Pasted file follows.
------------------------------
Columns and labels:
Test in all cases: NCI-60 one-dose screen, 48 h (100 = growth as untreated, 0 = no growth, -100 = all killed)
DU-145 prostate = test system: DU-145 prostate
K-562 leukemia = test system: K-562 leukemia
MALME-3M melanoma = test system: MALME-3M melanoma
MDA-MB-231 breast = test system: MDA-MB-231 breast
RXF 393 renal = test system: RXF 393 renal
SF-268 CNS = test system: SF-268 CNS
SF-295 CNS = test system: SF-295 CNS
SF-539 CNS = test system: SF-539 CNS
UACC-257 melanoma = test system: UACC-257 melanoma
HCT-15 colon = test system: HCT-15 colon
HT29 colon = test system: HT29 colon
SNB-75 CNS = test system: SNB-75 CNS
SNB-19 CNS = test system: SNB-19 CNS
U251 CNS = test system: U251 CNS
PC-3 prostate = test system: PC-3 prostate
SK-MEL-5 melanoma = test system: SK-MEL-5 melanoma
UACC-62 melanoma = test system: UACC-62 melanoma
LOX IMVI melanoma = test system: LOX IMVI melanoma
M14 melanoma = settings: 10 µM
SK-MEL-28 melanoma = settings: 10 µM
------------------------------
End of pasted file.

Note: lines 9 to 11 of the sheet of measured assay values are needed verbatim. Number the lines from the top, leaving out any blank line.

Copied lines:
SF-295 CNS = test system: SF-295 CNS
SF-539 CNS = test system: SF-539 CNS
UACC-257 melanoma = test system: UACC-257 melanoma